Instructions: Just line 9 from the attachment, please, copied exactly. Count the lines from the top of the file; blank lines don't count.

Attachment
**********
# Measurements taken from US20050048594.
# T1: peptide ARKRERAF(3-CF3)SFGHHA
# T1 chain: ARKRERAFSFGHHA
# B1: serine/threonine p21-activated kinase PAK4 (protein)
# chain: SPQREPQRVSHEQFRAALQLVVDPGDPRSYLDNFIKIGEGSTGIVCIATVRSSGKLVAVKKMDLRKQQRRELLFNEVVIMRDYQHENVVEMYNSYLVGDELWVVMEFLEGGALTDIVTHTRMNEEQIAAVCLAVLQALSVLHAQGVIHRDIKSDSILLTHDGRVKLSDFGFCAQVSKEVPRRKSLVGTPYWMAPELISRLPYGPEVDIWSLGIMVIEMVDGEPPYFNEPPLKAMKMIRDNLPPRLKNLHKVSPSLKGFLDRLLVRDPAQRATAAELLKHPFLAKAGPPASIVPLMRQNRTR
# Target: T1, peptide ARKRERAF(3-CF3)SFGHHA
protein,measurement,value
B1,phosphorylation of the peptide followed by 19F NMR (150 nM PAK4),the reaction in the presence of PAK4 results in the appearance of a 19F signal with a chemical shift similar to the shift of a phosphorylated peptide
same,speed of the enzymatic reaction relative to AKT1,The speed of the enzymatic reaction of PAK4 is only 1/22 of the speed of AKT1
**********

same,speed of the enzymatic reaction relative to AKT1,The speed of the enzymatic reaction of PAK4 is only 1/22 of the speed of AKT1